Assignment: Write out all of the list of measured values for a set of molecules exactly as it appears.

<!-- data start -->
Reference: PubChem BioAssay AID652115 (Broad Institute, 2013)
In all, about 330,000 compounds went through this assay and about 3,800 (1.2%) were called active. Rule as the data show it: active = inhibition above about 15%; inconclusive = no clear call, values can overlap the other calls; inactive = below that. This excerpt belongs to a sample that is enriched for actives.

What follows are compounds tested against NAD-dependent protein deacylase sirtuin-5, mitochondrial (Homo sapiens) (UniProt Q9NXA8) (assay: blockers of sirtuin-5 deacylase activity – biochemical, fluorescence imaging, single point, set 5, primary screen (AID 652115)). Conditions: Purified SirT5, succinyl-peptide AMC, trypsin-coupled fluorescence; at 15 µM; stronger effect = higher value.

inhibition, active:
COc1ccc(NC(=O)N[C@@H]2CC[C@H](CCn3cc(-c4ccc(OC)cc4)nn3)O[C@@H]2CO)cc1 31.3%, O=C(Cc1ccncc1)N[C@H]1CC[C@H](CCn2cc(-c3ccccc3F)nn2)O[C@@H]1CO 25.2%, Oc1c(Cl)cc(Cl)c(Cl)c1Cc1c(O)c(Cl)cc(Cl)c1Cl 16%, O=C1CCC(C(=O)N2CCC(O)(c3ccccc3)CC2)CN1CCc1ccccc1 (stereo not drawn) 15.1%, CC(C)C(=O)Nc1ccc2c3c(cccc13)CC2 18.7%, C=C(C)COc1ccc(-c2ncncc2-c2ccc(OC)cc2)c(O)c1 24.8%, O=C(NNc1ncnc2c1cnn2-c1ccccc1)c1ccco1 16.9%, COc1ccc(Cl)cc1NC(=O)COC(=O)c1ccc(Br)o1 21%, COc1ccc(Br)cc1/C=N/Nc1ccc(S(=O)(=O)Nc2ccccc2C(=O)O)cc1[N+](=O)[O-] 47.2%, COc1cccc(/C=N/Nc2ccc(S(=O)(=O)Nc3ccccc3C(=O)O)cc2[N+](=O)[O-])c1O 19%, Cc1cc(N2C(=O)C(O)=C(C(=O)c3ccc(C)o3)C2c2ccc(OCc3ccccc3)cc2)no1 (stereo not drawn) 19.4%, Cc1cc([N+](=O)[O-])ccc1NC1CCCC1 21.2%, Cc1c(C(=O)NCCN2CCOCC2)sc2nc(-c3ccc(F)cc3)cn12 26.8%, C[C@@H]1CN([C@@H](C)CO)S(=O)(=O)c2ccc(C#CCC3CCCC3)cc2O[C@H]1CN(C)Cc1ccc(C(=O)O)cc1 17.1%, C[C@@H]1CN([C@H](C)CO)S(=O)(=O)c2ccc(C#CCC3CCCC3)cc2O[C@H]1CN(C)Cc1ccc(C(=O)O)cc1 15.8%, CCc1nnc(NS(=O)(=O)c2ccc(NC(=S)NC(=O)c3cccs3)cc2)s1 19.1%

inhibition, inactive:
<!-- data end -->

Reference: PubChem BioAssay AID652115 (Broad Institute, 2013)
In all, about 330,000 compounds went through this assay and about 3,800 (1.2%) were called active. Rule as the data show it: active = inhibition above about 15%; inconclusive = no clear call, values can overlap the other calls; inactive = below that. This excerpt belongs to a sample that is enriched for actives.

What follows are compounds tested against NAD-dependent protein deacylase sirtuin-5, mitochondrial (Homo sapiens) (UniProt Q9NXA8) (assay: blockers of sirtuin-5 deacylase activity – biochemical, fluorescence imaging, single point, set 5, primary screen (AID 652115)). Conditions: Purified SirT5, succinyl-peptide AMC, trypsin-coupled fluorescence; at 15 µM; stronger effect = higher value.

inhibition, active:
COc1ccc(NC(=O)N[C@@H]2CC[C@H](CCn3cc(-c4ccc(OC)cc4)nn3)O[C@@H]2CO)cc1 31.3%, O=C(Cc1ccncc1)N[C@H]1CC[C@H](CCn2cc(-c3ccccc3F)nn2)O[C@@H]1CO 25.2%, Oc1c(Cl)cc(Cl)c(Cl)c1Cc1c(O)c(Cl)cc(Cl)c1Cl 16%, O=C1CCC(C(=O)N2CCC(O)(c3ccccc3)CC2)CN1CCc1ccccc1 (stereo not drawn) 15.1%, CC(C)C(=O)Nc1ccc2c3c(cccc13)CC2 18.7%, C=C(C)COc1ccc(-c2ncncc2-c2ccc(OC)cc2)c(O)c1 24.8%, O=C(NNc1ncnc2c1cnn2-c1ccccc1)c1ccco1 16.9%, COc1ccc(Cl)cc1NC(=O)COC(=O)c1ccc(Br)o1 21%, COc1ccc(Br)cc1/C=N/Nc1ccc(S(=O)(=O)Nc2ccccc2C(=O)O)cc1[N+](=O)[O-] 47.2%, COc1cccc(/C=N/Nc2ccc(S(=O)(=O)Nc3ccccc3C(=O)O)cc2[N+](=O)[O-])c1O 19%, Cc1cc(N2C(=O)C(O)=C(C(=O)c3ccc(C)o3)C2c2ccc(OCc3ccccc3)cc2)no1 (stereo not drawn) 19.4%, Cc1cc([N+](=O)[O-])ccc1NC1CCCC1 21.2%, Cc1c(C(=O)NCCN2CCOCC2)sc2nc(-c3ccc(F)cc3)cn12 26.8%, C[C@@H]1CN([C@@H](C)CO)S(=O)(=O)c2ccc(C#CCC3CCCC3)cc2O[C@H]1CN(C)Cc1ccc(C(=O)O)cc1 17.1%, C[C@@H]1CN([C@H](C)CO)S(=O)(=O)c2ccc(C#CCC3CCCC3)cc2O[C@H]1CN(C)Cc1ccc(C(=O)O)cc1 15.8%, CCc1nnc(NS(=O)(=O)c2ccc(NC(=S)NC(=O)c3cccs3)cc2)s1 19.1%

inhibition, inactive: